|Matthew Henry's Concise Commentary|
2:1-7 As our trials increase, we need to grow stronger in that which is good; our faith stronger, our resolution stronger, our love to God and Christ stronger. This is opposed to our being strong in our own strength. All Christians, but especially ministers, must be faithful to their Captain, and resolute in his cause. The great care of a Christian must be to please Christ. We are to strive to get the mastery of our lusts and corruptions, but we cannot expect the prize unless we observe the laws. We must take care that we do good in a right manner, that our good may not be spoken evil of. Some who are active, spend their zeal about outward forms and doubtful disputations. But those who strive lawfully shall be crowned at last. If we would partake the fruits, we must labour; if we would gain the prize, we must run the race. We must do the will of God, before we receive the promises, for which reason we have need of patience. Together with our prayers for others, that the Lord would give them understanding in all things, we must exhort and stir them up to consider what they hear or read.
Verse 4. - Soldier on service for man that warreth, A.V.; in for with, A.V.; enrolled him as for hath chosen him to be, A.V. Soldier on service (στρατευόμενος); as 1 Corinthians 9:7 (see, too. 1 Timothy 1:18). In Luke 3:14 στρατευόμενοι is rendered simply "soldiers," with margin, "Greek, soldiers on service." There is no difference in meaning between the "man that warreth" in the A.V., and the "soldier on service" of the R.V. Affairs (πραγματείσις); only here in the New Testament, but common in the LXX. and in classical Greek, where it means, as here, "business," "affairs," "occupation," "trade," and the like, with the accessory idea of its being an "absorbing, engrossing pursuit." Enrolled him, etc. (στρατολογήσαντι); only here in the New Testament, not found in the LXX., but common in classical Greek for "to levy an army," "to enlist soldiers." The great lesson here taught is that the warfare of the Christian soldier requires the same concentration of purpose as that of the earthly warrior, if he would win the victory.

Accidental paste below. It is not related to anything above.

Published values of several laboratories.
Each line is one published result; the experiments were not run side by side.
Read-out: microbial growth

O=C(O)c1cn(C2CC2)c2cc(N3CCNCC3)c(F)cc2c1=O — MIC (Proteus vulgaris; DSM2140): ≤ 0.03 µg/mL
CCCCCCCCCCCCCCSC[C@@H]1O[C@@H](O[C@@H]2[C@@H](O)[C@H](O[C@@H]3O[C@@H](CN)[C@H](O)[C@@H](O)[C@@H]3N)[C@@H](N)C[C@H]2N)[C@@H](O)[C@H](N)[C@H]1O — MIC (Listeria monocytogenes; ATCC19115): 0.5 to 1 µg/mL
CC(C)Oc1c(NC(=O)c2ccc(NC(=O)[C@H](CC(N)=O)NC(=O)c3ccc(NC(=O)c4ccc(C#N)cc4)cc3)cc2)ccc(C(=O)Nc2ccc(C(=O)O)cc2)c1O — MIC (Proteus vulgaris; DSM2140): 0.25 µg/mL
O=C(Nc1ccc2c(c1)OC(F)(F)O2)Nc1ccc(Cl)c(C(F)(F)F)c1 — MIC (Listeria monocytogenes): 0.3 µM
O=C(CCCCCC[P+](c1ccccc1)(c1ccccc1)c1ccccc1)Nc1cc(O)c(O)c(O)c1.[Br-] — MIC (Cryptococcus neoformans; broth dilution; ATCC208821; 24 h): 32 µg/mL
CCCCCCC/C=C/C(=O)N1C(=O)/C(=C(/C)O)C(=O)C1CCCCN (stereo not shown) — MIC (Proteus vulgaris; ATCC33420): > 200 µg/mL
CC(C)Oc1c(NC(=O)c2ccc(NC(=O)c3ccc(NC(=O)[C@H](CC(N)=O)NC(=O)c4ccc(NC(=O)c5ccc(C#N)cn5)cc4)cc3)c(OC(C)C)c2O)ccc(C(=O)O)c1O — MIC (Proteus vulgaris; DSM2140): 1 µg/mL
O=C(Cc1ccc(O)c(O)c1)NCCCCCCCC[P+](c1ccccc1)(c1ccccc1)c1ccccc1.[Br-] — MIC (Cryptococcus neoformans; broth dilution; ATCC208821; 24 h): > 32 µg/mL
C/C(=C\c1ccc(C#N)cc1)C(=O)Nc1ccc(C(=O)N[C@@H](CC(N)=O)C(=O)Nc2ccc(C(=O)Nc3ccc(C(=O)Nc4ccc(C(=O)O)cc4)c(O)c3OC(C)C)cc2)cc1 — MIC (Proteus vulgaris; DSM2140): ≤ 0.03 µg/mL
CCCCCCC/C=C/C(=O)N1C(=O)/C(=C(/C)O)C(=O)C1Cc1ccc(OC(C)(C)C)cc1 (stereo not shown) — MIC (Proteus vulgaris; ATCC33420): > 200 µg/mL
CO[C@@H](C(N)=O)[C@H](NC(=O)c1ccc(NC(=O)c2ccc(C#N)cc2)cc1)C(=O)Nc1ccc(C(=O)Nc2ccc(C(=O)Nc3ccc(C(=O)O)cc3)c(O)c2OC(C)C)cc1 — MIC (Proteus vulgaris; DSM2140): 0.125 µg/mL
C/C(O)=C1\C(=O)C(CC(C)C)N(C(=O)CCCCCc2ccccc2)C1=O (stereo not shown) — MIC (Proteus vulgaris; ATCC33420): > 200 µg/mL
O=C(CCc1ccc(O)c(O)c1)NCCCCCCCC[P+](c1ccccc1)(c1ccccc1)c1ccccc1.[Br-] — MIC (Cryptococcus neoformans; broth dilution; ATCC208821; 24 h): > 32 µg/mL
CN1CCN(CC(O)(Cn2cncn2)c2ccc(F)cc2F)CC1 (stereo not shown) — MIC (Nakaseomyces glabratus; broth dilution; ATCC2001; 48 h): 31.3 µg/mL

Gill's Exposition of the Entire Bible
No man that warreth,.... Who is a soldier, and gives himself up to military service, in a literal sense: the Vulgate Latin version, without any authority, adds, "to God"; as if the apostle was speaking of a spiritual warfare; whereas he is illustrating a spiritual warfare by a corporeal one; and observes, that no one, that is in a military state,
entangleth himself with the affairs of this life; with civil affairs, in distinction from military ones. The Roman soldiers might not follow any trade or business of life, or be concerned in husbandry, or merchandise of any sort, but were wholly to attend to military exercises, and to the orders of their general; for to be employed in any secular business was reckoned an entangling of them, a taking of them off from, and an hindrance to their military discipline: and by this the apostle suggests that Christ's people, his soldiers, and especially his ministers, should not he involved and implicated in worldly affairs and cares; for no man can serve two masters, God and mammon; but should wholly give up themselves to the work and service to which they are called; and be ready to part with all worldly enjoyments, and cheerfully suffer the loss of all things, when called to it, for the sake of Christ and his Gospel:
that he may please him who hath chosen him to be a soldier; his captain, or general, who has enlisted him, enrolled and registered him among his soldiers; whom to please should be his chief concern; as it should be the principal thing attended to by a Christian soldier, or minister of the Gospel, not to please men, nor to please himself, by seeking his own ease and rest, his worldly emoluments and advantages, but to please the Lord Christ, in whose book his name is written.
Jamieson-Fausset-Brown Bible Commentary
4. "No one while serving as a soldier."
the affairs of (this) life—"the businesses of life" [Alford]; mercantile, or other than military.
him who hath chosen him—the general who at the first enlisted him as a soldier. Paul himself worked at tent-making (Ac 18:3). Therefore what is prohibited here is, not all other save religious occupation, but the becoming entangled, or over-engrossed therewith.
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